Quick Tips for Private Landlords and Tenants

It is not uncommon for property to be used as an investment. To gain an income from that investment, it is often let to a tenant. As a private landlord you need to protect yourself.

For starters do you have a Tenancy Agreement? This is often in the form of an Assured Shorthold Tenancy (AST) and usually for a fixed term. When that fixed term expires the terms of the AST remain in place but becomes a periodic tenancy. This then effects how the tenancy can be brought to an end.

One of the most important elements is whether the tenant’s deposit has been protected. Since 6 April 2007, all deposits taken by landlords and letting agents for ASTlandlord_keys’s must be protected by a tenancy deposit protection scheme. If the landlord fails to comply, an application can be made to the court and possession can be barred. Furthermore the landlord is likely to be requested to return the deposit or place it in an appropriate scheme, if the tenancy is continuing and be liable for a penalty of up to three times the amount of the deposit.

The next difficulty comes when you require possession of the property. This could be for a variety of reasons such as, but not limited to, you requiring it for personal occupation, the tenant’s failure to pay rent or breach of another term of the AST, or even if the tenant has been convicted of a criminal offence.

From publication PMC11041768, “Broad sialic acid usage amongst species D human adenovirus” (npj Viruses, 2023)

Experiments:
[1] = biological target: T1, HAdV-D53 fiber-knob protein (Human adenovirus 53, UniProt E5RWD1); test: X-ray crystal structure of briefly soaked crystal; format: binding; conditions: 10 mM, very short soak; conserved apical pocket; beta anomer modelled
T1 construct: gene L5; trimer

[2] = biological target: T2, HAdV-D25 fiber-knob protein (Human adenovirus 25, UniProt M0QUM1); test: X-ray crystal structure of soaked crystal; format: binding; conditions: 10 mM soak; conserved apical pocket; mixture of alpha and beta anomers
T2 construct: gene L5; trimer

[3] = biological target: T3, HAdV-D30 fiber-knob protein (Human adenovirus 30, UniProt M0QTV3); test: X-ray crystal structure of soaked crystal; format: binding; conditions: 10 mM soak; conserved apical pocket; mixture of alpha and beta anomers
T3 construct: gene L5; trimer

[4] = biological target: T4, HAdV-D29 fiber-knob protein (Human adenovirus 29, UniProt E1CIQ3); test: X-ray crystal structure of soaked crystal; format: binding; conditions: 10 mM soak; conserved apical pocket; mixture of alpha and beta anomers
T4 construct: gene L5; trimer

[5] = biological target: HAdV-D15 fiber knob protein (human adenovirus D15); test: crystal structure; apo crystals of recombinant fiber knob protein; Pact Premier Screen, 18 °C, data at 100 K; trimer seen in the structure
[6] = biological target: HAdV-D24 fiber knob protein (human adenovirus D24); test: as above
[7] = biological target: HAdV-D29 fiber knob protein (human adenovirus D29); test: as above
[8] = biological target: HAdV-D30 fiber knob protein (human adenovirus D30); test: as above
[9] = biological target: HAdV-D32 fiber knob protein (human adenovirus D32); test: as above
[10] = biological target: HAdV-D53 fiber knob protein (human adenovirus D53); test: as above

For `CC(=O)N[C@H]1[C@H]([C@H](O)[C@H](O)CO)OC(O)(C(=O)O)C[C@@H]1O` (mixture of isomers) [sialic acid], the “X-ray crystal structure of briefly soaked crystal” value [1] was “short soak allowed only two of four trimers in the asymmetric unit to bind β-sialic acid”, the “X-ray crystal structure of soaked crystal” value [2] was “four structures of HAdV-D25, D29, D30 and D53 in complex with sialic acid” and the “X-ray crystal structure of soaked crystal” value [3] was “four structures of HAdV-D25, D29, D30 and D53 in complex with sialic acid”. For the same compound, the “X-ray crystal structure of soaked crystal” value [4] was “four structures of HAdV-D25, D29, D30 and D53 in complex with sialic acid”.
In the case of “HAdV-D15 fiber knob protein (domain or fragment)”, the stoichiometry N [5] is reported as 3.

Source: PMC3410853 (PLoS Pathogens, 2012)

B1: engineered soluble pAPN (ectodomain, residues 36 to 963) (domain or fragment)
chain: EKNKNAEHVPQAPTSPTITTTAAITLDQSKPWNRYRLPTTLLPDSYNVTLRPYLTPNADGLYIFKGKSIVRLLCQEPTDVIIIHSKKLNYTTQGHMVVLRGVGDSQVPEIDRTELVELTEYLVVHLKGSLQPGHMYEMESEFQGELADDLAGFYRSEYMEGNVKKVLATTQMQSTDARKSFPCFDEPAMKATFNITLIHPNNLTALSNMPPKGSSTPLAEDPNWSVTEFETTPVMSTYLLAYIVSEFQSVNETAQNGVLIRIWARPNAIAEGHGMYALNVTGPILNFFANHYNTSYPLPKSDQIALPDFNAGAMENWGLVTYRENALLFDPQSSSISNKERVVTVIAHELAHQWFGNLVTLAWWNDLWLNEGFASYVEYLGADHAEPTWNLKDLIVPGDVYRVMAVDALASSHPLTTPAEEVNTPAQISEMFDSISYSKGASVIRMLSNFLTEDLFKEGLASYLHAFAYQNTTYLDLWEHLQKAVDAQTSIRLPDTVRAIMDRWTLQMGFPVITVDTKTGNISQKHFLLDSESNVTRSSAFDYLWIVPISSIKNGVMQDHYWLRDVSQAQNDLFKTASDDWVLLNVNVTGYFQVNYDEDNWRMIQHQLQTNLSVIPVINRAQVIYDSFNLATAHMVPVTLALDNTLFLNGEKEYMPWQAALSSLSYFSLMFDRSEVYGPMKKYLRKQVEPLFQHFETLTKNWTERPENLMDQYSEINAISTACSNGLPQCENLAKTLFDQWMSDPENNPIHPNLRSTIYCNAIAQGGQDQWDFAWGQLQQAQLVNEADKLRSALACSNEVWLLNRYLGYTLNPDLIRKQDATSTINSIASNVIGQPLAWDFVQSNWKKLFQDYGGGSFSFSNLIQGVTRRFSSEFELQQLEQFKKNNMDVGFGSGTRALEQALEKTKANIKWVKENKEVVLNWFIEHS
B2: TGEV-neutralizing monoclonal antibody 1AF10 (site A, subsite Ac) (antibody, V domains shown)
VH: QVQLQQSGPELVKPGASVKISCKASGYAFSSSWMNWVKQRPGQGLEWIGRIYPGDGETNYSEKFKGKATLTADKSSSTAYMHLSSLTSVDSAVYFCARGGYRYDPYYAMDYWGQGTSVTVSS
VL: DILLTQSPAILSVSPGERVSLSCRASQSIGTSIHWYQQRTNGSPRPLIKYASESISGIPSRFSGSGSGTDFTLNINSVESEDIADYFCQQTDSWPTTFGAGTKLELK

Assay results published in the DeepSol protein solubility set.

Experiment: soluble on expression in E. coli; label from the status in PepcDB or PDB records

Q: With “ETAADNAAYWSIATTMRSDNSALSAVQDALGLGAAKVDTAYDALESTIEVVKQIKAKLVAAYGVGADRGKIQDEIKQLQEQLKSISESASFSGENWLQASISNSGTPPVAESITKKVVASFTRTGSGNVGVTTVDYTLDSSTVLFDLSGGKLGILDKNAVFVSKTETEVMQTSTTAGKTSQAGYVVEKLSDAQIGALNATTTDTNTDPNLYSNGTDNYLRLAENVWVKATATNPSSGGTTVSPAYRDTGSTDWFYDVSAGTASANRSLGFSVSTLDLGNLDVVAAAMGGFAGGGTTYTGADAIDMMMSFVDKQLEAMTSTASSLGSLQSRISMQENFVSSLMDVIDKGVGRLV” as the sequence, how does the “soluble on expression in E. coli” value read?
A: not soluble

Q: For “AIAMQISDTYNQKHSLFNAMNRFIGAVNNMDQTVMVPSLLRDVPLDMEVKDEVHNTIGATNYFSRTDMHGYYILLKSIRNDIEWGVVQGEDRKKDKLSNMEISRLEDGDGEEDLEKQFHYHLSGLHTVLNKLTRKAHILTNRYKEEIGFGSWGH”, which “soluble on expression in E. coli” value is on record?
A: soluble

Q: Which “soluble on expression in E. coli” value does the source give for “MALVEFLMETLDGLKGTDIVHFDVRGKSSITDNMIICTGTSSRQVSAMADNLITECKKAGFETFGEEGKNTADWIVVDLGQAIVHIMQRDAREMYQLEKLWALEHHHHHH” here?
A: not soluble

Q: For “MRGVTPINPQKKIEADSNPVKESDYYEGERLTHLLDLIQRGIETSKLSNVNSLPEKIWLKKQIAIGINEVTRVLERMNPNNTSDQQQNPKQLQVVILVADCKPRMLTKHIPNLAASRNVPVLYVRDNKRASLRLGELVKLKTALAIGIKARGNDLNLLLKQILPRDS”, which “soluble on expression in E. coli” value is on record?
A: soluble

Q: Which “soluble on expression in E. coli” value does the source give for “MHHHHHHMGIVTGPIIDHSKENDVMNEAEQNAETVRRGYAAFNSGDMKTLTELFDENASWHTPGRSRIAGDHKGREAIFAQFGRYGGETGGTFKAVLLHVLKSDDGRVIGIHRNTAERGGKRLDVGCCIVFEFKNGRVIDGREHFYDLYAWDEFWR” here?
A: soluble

To obtain possession the first stage is to issue either a section 8 or section 21 Eviction_Noticenotice. Dependant on the grounds, the tenant will be given between two weeks and two months to vacate, failing which possession proceedings can be issued.

There are two types of proceedings. The quickest and the simplest route is the Accelerated Procedure. This is in essence a paper exercise and can only be used if you do not wish to seek any other orders, such as judgment for rent arrears. The other option is the Standard Procedure which can include additional claims for rent arrears, damage to property etc. This route requires a Court hearing.

Once a Possession Order has been ordered, the tenants will typically be given 14 or 28 days to leave the property. The Judge can give them up to 42 days if leaving sooner would cause exceptional hardship. If the tenants do not leave at this point, bailiffs can be instructed to enforce the Possession Order.

Whether you are a landlord or a tenant in any of the situations described above Watson Legal can help. We offer fixed fees for this type of work. Please call 01279 466910 to arrange a free 30 minute consultation.

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